(“Look mom, no future!” Pic: Las Vegas Sun)
If 13 seasons of “The Ultimate Fighter” have taught us anything, it’s that we will never see Keon Caldwell again. Truth is, you can get away with a lot of things on “TUF” and very little of it really has anything to do with being a professional fighter. You can piss in somebody’s fruit tray. You can piss in somebody’s bed. You can piss in somebody’s workout gear. Hell, you can even get drunk and piss in your own pants and as long as you don’t cause an embarrassing public scene at a casino later, you’ll probably be fine. After approximately 160 episodes however, one thing we know you absolutely can not do is quit the UFC’s popular reality show.
In choosing to leave “TUF” of his own free will this week, Caldwell essentially committed career suicide. Of all the bullshit UFC fighters can do and be forgiven — Steroids? Fine. Federal crimes? Whatever. High speed chases with the cops? No problem – it’s strange to think that quitting a TV program is a sin that simply can’t be absolved. It’s true though, leave “TUF” and you might as well be a child molester. You’re done. Finito. Dead to them. Time to start thinking about community college.
More than any of the ridiculous “made for TV” aspects of the show – more than the editing designed to bury him or his coach’s cartoonish disappointment or Dana White’s self-righteous fuming — that’s what made Caldwell’s exit from the show so hard to watch this week. As fake as the rest of “TUF” may be, one fact is very real: We just saw a 22-year-old kid euthanize his own dream on national television, seemingly without fully grasping the consequences.
From a viewer’s standpoint, the psychological reasons are obvious: Rightly or wrongly, being a quitter isn’t a personality trait we want to associate with MMA fighters. Granted, there is a certain irony in that, since quitting is one of the main ways that an actual MMA fight can end, but the “TUF” audience apparently doesn’t like to see that weakness displayed outside the cage. Especially when it’s emotional. No, we want tough-as-nails warriors. We want our “TUF” contestants to persevere stoically though all this soundstage adversity, even though very little of it (besides maybe the strange, two-round fights themselves) can possibly be an accurate barometer of their abilities.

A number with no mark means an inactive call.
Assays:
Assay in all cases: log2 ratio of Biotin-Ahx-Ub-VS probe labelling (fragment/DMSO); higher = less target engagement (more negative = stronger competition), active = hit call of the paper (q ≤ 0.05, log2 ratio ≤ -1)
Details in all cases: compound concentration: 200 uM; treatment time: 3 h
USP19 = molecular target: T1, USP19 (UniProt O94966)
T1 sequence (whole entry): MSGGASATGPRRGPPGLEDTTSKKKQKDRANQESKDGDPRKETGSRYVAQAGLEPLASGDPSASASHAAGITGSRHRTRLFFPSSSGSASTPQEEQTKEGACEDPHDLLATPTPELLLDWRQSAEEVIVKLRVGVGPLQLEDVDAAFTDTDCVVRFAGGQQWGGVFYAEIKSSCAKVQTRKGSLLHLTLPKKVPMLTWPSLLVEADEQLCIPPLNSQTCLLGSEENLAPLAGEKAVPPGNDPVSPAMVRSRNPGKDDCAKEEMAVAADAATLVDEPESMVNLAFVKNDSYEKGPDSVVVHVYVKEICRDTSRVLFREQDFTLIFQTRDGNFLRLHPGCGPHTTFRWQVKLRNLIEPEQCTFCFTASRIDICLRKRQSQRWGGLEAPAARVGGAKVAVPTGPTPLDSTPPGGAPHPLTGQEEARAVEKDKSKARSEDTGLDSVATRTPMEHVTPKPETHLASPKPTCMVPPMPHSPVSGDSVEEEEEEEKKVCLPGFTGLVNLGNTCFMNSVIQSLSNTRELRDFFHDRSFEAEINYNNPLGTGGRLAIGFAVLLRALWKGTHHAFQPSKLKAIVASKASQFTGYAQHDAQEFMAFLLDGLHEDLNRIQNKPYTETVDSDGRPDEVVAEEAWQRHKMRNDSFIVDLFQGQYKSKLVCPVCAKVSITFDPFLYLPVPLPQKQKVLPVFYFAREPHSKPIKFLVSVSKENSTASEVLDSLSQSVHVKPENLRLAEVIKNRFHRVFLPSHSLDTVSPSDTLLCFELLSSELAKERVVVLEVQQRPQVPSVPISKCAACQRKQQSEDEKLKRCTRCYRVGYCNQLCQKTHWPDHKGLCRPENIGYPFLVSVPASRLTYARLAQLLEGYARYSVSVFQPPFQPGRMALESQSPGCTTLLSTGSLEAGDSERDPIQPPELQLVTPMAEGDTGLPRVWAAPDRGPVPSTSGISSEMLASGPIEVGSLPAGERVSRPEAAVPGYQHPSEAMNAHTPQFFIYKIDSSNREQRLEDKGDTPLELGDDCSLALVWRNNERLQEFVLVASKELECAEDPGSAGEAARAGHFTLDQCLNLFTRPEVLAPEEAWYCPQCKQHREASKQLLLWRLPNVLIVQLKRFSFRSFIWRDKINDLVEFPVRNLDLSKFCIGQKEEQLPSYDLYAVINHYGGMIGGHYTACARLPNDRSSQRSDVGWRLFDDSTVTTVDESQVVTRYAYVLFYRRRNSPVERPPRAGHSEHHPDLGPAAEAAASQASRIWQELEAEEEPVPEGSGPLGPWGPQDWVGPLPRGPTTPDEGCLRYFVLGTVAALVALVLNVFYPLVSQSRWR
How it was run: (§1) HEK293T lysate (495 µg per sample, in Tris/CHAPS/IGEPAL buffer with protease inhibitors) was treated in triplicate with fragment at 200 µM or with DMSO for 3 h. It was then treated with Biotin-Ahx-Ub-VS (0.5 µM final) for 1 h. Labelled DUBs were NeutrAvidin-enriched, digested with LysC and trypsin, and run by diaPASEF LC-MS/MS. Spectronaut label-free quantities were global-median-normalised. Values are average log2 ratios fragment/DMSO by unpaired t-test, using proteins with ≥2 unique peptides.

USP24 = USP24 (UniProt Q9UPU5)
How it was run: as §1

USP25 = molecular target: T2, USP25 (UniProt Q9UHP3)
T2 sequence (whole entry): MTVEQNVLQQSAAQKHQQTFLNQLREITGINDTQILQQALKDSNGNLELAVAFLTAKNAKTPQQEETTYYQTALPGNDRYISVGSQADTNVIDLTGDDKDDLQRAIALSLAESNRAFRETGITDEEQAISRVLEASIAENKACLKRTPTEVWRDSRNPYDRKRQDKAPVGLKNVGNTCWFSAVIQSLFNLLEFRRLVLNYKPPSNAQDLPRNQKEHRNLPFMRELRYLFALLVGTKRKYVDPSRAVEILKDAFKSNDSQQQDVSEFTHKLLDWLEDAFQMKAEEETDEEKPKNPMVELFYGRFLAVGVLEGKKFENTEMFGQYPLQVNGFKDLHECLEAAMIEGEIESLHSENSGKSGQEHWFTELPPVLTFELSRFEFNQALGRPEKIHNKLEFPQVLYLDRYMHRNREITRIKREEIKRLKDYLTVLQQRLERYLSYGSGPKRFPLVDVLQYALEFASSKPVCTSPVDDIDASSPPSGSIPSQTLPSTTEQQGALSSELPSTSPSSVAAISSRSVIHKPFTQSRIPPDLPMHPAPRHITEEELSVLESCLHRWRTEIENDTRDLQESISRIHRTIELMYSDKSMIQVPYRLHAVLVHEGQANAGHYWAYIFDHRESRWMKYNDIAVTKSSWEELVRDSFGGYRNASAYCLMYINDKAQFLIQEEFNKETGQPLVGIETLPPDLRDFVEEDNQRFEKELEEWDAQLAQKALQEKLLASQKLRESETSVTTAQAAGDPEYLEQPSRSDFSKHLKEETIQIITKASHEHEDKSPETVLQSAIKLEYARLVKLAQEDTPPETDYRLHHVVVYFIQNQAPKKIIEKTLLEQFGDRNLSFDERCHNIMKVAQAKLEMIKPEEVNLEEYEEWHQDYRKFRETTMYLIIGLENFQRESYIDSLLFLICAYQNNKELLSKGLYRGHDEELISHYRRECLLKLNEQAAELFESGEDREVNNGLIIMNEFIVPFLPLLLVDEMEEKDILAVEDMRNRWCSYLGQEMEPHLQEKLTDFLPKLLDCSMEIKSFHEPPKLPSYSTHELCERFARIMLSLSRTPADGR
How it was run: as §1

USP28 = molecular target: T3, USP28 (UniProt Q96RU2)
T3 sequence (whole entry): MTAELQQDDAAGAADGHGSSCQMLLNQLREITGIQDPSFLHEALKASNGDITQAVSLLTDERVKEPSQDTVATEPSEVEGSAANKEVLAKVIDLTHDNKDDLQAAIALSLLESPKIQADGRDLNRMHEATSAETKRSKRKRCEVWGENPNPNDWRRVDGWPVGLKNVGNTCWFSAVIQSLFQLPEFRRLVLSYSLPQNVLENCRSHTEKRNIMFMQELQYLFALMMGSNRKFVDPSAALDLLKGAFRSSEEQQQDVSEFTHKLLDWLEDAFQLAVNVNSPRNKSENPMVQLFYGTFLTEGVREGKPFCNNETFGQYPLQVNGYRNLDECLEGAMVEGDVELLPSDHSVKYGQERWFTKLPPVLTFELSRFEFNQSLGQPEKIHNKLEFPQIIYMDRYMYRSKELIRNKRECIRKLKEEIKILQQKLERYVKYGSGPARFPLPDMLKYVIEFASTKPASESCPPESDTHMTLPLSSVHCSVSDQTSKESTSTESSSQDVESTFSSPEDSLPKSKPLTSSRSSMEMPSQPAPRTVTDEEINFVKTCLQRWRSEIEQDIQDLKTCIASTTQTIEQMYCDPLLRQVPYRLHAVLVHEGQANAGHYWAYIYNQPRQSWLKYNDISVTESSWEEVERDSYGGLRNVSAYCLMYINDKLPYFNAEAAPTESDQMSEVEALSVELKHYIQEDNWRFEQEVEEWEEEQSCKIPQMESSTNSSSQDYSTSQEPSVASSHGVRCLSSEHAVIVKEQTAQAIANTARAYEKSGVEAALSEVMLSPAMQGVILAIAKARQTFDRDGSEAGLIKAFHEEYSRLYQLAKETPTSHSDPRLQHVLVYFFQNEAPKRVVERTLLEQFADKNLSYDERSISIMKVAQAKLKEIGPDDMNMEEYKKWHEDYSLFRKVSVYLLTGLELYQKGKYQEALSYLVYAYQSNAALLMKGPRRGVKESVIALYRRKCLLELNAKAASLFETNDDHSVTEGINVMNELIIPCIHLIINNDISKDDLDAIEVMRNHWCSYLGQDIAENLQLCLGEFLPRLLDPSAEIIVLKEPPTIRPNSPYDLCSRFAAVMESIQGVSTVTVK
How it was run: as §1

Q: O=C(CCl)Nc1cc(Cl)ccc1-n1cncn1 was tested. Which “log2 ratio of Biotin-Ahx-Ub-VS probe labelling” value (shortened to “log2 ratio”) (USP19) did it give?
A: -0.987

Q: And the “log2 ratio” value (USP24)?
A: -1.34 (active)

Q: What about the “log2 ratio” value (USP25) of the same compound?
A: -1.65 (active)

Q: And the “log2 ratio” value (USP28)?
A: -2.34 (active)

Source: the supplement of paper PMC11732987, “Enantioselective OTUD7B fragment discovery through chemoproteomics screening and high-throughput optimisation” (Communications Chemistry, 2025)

“This guy can’t handle six weeks in a mansion?” We crow on our internet message boards, knowing almost nothing of Caldwell’s situation, his family, his background and what little we have seen of him presented to us by a company that now has a vested interest in making him look like a pussy. “What a pussy!” we say. See how good we are at this?
From the UFC’s point of view, it gets a bit stickier. Obviously, the company loves to frame “TUF” as a totally benevolent endeavor. What a great opportunity, they insist! It’s the chance of a lifetime, they repeat ad nauseum! Never mind the fact that neither the UFC nor SpikeTV would be here if the margins weren’t right, if there wasn’t a ton of money to be made off these guys’ fragile aspirations.
Essentially, the guys who run “TUF” legitimately view an unknown fighter who quits the show as thumbing his nose at the UFC’s overflowing generosity and that fucking pisses them off. Quitting “TUF” is like refusing to kiss the pope’s ring. It’s like depriving a rich person of a tax write off by turning down his donation. How dare you, they think, and to a certain extent, they’re right. Being on “TUF” is a great opportunity. It can be fast track to the UFC and it’s a chance not available to young fighters prior to 2005. Jumping through all the administrative hoops it takes to get on the show, only to then quit is just dumb, especially at this point in the game.
On the other hand, the problem with framing “TUF” as some kind of amazing, life-altering experience for your MMA career is that unfortunately that’s just not true for most guys. Comparatively few competitors from recent seasons have actually gone on to successful careers in the Octagon. For example, if you consider the 60 or so guys who competed in “TUF” seasons 8-11, just 16 of them still have UFC contracts (not counting the season winners). That’s a little under 27 percent. So really, if you don’t win the whole show, the chances that your “TUF” experience honestly “changes your life” seem pretty slim.
The fact is, Keon Caldwell probably wasn’t going to win the show. That 8-1 record they mentioned on this week’s episode includes just two opponents with winning records and one of those guys (Dhiego Lima) dispatched him via first-round submission last July. Unfortunately, we’ll never know for sure. The only thing we know is that now, because of what essentially amounts to a lot of reality TV nonsense, Caldwell will never fight in the UFC. Weird, right?
“The only thing good about it is that it happened early enough that we can get his ass out of here and get somebody real in here,” White said to neatly sum up the death of Keon Caldwell’s dream.
Somebody real, huh? What an interesting way to describe it …